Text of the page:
The linear divot pattern involves placing each shot directly behind the previous divot. In so doing, a linear pattern is created and only a small amount of turf is removed with each swing. This can usually be done for 15 to 20 shots before moving sideways to create a new line of divots. So long as a minimum of 4 inches of live turf is preserved between strips of divots, the turf will recover quickly. Because this divot pattern removes the least amount of turf and promotes quick recovery, it is the preferred method.

Thoughtful golfers know how to do it the right way. Here’s Todd, who probably practices more than any other member of our club but does way less damage than guys who just slash their way through a quick half-bucket before heading to the first tee, because he takes his divots in neat lines, the way the USGA recommends:

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Every Course Should Copy These Awesome Features

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On Saturday, Addison, Todd, Hacker (real name), and I took a field trip to Wintonbury Hills, a muny that’s roughly an hour and fifteen minutes from where we live. The course, which opened in 2005, was designed by Pete Dye and Tim Liddy. There are four sets of tees, at 6,700, 6,300, 5,700, and 5,000 yards. As is seldom the case at golf courses of any kind, though, the scorecard at Wintonbury lists ratings and slopes for both men and women from all four sets:

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Furthermore, neither the scorecard nor any of the course signage mentions “women’s tees,” or “senior tees,” or “regular men’s tees,” or “championship tees,” or anything else. There are just four different sets, at four different yardages, and the scorecard contains enough information to enable players of both sexes, at all levels, to calculate handicaps for matches of all kinds, in all conceivable combinations.

Every course should do this.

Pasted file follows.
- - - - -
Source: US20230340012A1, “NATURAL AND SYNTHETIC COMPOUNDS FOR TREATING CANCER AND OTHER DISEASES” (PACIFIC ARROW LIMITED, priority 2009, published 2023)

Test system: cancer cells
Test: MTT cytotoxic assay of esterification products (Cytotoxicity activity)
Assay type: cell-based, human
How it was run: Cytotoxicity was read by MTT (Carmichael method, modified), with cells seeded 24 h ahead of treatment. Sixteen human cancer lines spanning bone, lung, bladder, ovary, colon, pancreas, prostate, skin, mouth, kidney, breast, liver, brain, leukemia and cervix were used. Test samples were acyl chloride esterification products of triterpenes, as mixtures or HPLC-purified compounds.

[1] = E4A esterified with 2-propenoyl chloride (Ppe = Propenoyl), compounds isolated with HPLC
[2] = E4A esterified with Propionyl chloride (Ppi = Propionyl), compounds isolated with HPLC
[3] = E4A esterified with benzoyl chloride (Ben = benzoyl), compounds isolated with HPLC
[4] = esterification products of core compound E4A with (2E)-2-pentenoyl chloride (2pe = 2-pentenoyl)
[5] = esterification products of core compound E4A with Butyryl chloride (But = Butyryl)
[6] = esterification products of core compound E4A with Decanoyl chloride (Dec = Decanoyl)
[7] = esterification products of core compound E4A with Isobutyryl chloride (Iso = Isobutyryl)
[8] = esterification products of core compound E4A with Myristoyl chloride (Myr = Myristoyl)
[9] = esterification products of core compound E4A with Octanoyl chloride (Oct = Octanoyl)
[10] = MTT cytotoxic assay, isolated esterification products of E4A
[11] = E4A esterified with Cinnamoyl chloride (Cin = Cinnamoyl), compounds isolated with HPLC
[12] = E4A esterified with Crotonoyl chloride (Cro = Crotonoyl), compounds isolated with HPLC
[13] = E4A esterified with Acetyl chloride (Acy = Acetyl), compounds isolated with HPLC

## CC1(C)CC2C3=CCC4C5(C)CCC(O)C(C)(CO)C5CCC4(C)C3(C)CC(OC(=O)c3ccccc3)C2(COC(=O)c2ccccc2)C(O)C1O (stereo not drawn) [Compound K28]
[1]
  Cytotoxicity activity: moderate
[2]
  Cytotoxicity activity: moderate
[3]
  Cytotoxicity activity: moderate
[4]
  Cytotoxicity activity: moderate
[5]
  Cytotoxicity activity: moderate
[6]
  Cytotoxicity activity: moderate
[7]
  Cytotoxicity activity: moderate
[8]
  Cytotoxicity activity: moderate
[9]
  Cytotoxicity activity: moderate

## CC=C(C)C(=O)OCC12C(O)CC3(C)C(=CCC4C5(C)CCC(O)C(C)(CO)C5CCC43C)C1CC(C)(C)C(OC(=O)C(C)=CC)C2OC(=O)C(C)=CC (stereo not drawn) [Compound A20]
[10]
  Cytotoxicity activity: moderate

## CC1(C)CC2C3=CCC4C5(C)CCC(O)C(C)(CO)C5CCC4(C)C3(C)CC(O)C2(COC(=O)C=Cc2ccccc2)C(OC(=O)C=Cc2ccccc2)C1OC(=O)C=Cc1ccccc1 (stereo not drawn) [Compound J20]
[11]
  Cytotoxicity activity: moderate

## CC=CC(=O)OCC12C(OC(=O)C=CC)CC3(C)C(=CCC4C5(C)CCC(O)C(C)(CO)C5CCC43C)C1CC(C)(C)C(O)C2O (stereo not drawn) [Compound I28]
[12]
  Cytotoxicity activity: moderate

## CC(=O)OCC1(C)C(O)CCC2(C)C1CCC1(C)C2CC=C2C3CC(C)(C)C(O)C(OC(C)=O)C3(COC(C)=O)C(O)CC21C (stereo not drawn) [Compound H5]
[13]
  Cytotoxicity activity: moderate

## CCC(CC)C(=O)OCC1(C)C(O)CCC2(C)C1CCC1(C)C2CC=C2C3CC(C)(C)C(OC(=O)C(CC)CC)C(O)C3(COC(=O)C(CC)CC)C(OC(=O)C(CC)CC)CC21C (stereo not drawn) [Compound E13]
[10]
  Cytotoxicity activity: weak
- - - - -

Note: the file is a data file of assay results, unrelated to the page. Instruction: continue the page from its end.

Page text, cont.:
Addison and Todd played from the black tees, I played from the greens, and Hacker played from the whites, and we were able to adjust our handicaps accordingly. (The USGA actually makes doing this much, much harder than it needs to be—but that’s a semi-complicated issue, which I’ll explore in a couple of future posts.) We played three matches, switching partners every six holes, and everything came out virtually even. (Todd and I each lost a dollar.) And if Michelle Wie and my mother had joined us we would have been able to work them into the game, too.

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Another awesome Wintonbury feature—and one that should be copied by public courses everywhere—is generous fairways accompanied by challenging green complexes. This is a feature that Wintonbury shares with Muirfield Village and Augusta National, to name two member-friendly golf courses that great players don’t dismiss as too easy. Wide fairways keep play moving. None of the four of us lost a ball.

Addison, Hacker, Todd.

Addison, Hacker, Todd.

Another awesome thing about Wintonbury: the Bag of Beer, available in the grillroom (which is called the Tap Inn):

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That’s what the guy in the photo below was picking up. Weirdly, though, he had ordered just two beers—both Budweisers. What was he planning to drink when he got to the third hole?